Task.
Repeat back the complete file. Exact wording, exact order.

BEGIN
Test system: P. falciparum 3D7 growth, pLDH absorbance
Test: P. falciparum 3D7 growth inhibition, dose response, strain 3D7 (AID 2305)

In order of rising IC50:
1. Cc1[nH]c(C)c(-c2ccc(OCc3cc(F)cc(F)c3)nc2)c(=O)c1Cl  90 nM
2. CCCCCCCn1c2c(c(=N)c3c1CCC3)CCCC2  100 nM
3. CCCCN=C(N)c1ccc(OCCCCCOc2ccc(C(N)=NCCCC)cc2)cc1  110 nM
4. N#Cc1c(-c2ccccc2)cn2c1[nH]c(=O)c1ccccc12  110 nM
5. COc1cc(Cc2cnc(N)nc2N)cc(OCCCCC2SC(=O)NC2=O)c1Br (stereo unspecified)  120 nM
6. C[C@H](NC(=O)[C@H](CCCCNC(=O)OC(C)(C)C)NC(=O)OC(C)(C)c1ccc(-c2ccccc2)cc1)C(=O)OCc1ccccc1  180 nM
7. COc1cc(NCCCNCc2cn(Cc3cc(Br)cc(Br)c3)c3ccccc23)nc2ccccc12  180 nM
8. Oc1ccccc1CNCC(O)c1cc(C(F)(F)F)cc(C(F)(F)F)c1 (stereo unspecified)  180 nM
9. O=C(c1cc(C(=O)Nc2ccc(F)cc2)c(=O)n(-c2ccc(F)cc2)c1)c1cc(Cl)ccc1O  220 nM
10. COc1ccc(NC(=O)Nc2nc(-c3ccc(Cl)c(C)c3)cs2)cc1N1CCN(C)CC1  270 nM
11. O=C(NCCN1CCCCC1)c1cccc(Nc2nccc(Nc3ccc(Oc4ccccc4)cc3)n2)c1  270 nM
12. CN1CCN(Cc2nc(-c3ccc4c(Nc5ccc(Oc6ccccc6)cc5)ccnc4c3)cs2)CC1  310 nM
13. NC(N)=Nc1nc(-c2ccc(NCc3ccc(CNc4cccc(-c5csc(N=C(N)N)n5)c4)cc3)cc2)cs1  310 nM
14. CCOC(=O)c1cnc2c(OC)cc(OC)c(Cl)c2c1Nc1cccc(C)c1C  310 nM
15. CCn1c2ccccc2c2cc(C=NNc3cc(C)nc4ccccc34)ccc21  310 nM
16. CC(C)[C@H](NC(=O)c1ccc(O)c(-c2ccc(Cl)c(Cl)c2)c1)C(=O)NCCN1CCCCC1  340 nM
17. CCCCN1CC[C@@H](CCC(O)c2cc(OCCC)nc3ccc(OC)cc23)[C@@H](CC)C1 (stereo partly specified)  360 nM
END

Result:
Test system: P. falciparum 3D7 growth, pLDH absorbance
Test: P. falciparum 3D7 growth inhibition, dose response, strain 3D7 (AID 2305)

In order of rising IC50:
1. Cc1[nH]c(C)c(-c2ccc(OCc3cc(F)cc(F)c3)nc2)c(=O)c1Cl  90 nM
2. CCCCCCCn1c2c(c(=N)c3c1CCC3)CCCC2  100 nM
3. CCCCN=C(N)c1ccc(OCCCCCOc2ccc(C(N)=NCCCC)cc2)cc1  110 nM
4. N#Cc1c(-c2ccccc2)cn2c1[nH]c(=O)c1ccccc12  110 nM
5. COc1cc(Cc2cnc(N)nc2N)cc(OCCCCC2SC(=O)NC2=O)c1Br (stereo unspecified)  120 nM
6. C[C@H](NC(=O)[C@H](CCCCNC(=O)OC(C)(C)C)NC(=O)OC(C)(C)c1ccc(-c2ccccc2)cc1)C(=O)OCc1ccccc1  180 nM
7. COc1cc(NCCCNCc2cn(Cc3cc(Br)cc(Br)c3)c3ccccc23)nc2ccccc12  180 nM
8. Oc1ccccc1CNCC(O)c1cc(C(F)(F)F)cc(C(F)(F)F)c1 (stereo unspecified)  180 nM
9. O=C(c1cc(C(=O)Nc2ccc(F)cc2)c(=O)n(-c2ccc(F)cc2)c1)c1cc(Cl)ccc1O  220 nM
10. COc1ccc(NC(=O)Nc2nc(-c3ccc(Cl)c(C)c3)cs2)cc1N1CCN(C)CC1  270 nM
11. O=C(NCCN1CCCCC1)c1cccc(Nc2nccc(Nc3ccc(Oc4ccccc4)cc3)n2)c1  270 nM
12. CN1CCN(Cc2nc(-c3ccc4c(Nc5ccc(Oc6ccccc6)cc5)ccnc4c3)cs2)CC1  310 nM
13. NC(N)=Nc1nc(-c2ccc(NCc3ccc(CNc4cccc(-c5csc(N=C(N)N)n5)c4)cc3)cc2)cs1  310 nM
14. CCOC(=O)c1cnc2c(OC)cc(OC)c(Cl)c2c1Nc1cccc(C)c1C  310 nM
15. CCn1c2ccccc2c2cc(C=NNc3cc(C)nc4ccccc34)ccc21  310 nM
16. CC(C)[C@H](NC(=O)c1ccc(O)c(-c2ccc(Cl)c(Cl)c2)c1)C(=O)NCCN1CCCCC1  340 nM
17. CCCCN1CC[C@@H](CCC(O)c2cc(OCCC)nc3ccc(OC)cc23)[C@@H](CC)C1 (stereo partly specified)  360 nM